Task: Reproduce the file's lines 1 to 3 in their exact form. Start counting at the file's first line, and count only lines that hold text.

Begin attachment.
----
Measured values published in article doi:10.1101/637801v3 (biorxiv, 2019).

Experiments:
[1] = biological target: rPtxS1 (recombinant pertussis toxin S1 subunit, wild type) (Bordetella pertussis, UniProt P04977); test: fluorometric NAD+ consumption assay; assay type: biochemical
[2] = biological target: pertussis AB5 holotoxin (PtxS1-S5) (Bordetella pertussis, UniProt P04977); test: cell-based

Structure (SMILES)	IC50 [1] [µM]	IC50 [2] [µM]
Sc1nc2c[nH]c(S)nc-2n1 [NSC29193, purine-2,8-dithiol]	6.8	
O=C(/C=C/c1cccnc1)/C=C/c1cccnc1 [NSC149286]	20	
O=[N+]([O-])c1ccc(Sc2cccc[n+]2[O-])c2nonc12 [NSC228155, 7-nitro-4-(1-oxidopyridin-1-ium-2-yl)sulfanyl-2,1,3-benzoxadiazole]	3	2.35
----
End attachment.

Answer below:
Measured values published in article doi:10.1101/637801v3 (biorxiv, 2019).

Experiments:
[1] = biological target: rPtxS1 (recombinant pertussis toxin S1 subunit, wild type) (Bordetella pertussis, UniProt P04977); test: fluorometric NAD+ consumption assay; assay type: biochemical